Broken down handpumps get new life
People living in the semi-desert town of Kadugli and its surrounding villages in Southern Sudan no longer have to depend on rainwater or walk miles to fetch a pail of clean water.
Dismayed by the number of broken down handpumps in the area, UNMIS' Indian contingent teamed up with the international non-governmental organization CARE to repair 10 of them.
"It was nothing less than appalling that, while a water pump lay non-functional a short distance away, the people of a village were forced to drink water from the same dirty rainwater pond that sustained their animals," said Indian Commanding Officer Col. Sandeep Sehgal.
The contingent surveyed hand pumps within 100 square kilometres, identifying 30 that needed repairs. "It is no wonder that diseases like malaria and typhoid are still as prevalent and life-threatening as they were several decades ago," Col. Sehgal said.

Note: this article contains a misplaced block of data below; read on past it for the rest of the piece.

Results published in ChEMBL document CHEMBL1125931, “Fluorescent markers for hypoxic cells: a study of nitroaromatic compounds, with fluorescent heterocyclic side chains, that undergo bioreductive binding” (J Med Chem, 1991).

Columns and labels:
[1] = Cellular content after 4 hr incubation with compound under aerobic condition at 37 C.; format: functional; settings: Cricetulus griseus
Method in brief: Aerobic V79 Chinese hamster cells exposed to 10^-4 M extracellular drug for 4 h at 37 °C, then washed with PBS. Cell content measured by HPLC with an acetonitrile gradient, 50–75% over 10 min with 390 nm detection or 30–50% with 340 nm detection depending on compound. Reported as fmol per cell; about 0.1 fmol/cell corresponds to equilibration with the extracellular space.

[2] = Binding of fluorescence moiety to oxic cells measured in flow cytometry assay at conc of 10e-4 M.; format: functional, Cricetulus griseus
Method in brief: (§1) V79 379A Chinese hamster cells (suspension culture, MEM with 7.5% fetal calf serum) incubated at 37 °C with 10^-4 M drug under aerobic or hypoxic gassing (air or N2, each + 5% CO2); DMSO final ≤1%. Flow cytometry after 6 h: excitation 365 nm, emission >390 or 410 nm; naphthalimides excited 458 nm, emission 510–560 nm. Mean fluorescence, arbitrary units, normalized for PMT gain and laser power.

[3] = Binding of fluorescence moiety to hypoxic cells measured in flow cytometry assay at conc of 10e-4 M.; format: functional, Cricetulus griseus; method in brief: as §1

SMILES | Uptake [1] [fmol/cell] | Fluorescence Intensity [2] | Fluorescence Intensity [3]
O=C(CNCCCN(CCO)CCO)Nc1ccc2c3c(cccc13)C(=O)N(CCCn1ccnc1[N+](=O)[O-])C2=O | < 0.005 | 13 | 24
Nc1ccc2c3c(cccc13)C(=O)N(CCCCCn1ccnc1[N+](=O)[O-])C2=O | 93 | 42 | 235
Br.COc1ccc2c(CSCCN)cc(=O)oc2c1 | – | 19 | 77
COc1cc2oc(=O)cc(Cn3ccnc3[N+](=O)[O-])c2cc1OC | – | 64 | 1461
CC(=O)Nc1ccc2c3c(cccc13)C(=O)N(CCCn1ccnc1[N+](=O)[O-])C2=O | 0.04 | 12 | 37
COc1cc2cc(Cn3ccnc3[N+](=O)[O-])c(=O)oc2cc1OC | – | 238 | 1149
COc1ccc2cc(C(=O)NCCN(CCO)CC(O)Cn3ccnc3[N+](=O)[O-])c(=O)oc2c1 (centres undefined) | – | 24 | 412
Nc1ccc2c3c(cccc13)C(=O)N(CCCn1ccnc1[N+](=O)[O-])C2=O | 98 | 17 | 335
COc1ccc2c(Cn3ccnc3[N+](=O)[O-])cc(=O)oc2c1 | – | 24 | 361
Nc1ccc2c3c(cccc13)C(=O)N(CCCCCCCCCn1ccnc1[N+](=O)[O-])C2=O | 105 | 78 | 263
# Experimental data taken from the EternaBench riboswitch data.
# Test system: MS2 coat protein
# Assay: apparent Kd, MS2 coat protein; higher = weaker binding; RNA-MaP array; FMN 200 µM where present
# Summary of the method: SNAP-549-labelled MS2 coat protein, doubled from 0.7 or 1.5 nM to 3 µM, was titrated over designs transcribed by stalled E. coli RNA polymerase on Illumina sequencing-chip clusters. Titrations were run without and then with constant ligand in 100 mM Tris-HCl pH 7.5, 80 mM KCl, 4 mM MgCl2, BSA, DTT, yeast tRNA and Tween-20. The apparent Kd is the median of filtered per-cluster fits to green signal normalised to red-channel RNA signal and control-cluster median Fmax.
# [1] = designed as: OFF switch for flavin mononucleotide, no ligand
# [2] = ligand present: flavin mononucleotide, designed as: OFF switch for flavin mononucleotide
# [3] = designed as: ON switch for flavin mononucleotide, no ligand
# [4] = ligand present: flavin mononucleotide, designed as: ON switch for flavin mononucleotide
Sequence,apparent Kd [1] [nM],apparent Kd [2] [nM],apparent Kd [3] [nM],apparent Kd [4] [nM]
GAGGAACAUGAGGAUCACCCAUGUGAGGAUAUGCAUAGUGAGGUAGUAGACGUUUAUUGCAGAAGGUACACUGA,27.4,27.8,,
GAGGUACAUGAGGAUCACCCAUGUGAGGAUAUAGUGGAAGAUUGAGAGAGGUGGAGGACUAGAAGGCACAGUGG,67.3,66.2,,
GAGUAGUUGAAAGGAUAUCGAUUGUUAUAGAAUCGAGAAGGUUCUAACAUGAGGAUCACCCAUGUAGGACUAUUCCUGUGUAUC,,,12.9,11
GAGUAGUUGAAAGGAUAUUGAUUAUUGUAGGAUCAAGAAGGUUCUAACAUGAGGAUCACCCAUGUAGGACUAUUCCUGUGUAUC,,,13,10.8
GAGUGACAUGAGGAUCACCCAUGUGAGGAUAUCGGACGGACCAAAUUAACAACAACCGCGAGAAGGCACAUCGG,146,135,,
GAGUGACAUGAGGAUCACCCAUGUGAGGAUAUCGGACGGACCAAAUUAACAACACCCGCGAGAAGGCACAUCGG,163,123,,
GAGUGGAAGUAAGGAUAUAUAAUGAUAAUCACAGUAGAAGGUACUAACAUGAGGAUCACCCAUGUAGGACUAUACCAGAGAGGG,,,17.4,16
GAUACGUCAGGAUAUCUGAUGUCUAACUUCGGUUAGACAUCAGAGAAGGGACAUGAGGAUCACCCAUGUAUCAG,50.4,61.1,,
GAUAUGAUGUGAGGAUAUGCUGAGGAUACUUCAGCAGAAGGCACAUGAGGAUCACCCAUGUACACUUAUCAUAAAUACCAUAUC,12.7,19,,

Following the survey, CARE agreed to provide the material and an engineer to help repair the pumps. In coordination with the UN Joint Logistics Centre, repair material was collected and the job began.
According to Lt. Col Jasdeep Singh Nagpal, locals initially looked on with disbelief as CARE and the Indian contingent toiled in the sun lifting pipes out of the ground. Later they became interested and eventually joined in to remove the rusted pipes.
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